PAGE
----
- Nightlife is a factor that reaches beyond individual venues or subcultures. Issues are as far reaching as economic development, affordability and access equity. Who can participate in life after dark and what are possible obstacles? How does it affect housing prices and the cost of nightlife itself? What are the impacts on the work/life balance and talent retention- especially for smaller companies that may not be able to pay top salaries - but who offer an interesting city to work in? How does nightlife impact suppliers, contractors and each person that is navigating the city at night?
- What do we mean, when we say nightlife? The term references far beyond partying. Discussions centred on the idea that by combining spaces, and create diverse options for people to go to at night that include: creative spaces, co-working spaces, fine dining, experiences, accessibility to education, libraries shopping, markets, food halls and more. The key to efficient and diverse spaces is adaptability and reuse.
- The government, the public and nightlife communities, define nightlife issues in different ways. Cities tend to want Night Mayors to talk about noise and littering, whilst the music scene and community want them to address policing policies and transportation. How can we bring the two together?
Stakeholders and Communities
- Getting the public and/or government involved can be a challenge when we try to discuss nightlife and 24h city issues. How do we get decision makers and the community on board?
- Many decision makers follow their instincts rather than research and fact-based analysis. The argument was brought up in the context of curfews and drinking ages as well as drug policy. Surprisingly, where there is less regulation it leads to more safety and fewer issues, which, to some, seems counterintuitive.
- 24 hour cities, by expanding hours of bar and club operation, enable fewer restrictions for club revenues and regulations. Staggering closing times tends to create safer cities, increased profit and more adaptable spaces.
Technology and Design
- Technical topics and solutions are ultimately about people. What problems are we trying to solve? What ethical challenges do we have to face? For whom do we develop our technical solutions? Can all sections of the population benefit equally? Whose interests do we cater to?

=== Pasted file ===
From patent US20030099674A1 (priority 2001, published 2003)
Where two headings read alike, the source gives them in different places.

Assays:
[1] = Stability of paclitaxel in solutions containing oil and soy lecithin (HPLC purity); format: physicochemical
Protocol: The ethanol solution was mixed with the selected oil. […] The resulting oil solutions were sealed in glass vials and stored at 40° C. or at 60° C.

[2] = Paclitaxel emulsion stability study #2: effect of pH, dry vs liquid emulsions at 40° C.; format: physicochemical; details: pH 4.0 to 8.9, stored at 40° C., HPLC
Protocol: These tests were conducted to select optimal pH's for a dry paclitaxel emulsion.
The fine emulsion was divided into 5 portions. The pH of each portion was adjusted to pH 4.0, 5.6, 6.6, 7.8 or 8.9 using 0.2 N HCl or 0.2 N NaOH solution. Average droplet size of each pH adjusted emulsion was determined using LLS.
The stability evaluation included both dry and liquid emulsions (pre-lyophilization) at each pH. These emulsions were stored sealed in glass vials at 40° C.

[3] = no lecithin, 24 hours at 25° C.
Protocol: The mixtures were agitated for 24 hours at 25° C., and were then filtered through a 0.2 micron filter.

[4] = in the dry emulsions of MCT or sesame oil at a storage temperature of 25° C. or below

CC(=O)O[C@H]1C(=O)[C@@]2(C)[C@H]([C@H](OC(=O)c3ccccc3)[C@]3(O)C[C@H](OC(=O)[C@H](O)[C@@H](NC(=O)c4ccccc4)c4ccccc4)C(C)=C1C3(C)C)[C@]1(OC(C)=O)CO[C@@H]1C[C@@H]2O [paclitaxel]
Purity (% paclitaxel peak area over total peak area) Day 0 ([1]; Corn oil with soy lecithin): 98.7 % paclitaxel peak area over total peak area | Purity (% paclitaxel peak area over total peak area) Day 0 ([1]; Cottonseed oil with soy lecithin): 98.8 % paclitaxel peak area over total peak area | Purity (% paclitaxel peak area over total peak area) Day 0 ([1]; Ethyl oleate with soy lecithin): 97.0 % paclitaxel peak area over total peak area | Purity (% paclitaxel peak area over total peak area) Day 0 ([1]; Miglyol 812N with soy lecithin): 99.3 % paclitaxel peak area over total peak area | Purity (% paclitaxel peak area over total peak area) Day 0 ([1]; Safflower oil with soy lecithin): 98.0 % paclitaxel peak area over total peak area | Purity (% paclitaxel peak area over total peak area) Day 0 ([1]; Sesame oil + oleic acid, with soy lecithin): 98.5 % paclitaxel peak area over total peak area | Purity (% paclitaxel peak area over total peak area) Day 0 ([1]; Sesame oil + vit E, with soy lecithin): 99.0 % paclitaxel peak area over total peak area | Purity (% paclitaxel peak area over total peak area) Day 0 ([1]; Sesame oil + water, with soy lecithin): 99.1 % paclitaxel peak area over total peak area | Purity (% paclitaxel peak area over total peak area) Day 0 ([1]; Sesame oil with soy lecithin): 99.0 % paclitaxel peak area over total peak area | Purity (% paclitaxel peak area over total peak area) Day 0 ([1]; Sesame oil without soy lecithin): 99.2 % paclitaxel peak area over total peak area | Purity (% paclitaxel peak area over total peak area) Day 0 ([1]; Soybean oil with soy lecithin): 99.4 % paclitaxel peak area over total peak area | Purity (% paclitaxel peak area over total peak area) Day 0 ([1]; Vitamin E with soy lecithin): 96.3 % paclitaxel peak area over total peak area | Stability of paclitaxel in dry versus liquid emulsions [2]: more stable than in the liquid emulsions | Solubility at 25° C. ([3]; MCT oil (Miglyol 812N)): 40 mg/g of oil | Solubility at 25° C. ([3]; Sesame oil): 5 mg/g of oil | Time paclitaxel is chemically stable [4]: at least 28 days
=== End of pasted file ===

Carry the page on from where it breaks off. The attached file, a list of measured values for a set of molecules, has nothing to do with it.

- Transportation is a huge challenge for the 24 hour-city, which highlights a lot of other issues such as equity, affordability, public and private partnerships. Cities have to look into reliable transport networks, including micro transport solutions. Discussants encouraged city official to pioneer new transport solutions. 
- How can data be used to protect music venues and for placemaking? How can we monitor gentrification and analyse the quality of content? Projects like the Creative Footprint and CityScopes need to team up to involve all stakeholders into the process.
- How can we liberate existing knowledge and existing solutions from their institutional silos and connect them better? A lot of good ideas are already out there but not enough people know about them.
Events and discussions like the afternoon at The German Haus, SXSW are an important first step to generating change and action. All participants in the conversations were hoping to grow networks and good-practice exchange in the future and curating an afternoon in partnership with DWIH was a great success.
If you are interested and want to get in touch to learn more, contact:
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VibeLab: Lutz Leichsenring & Mirik Milan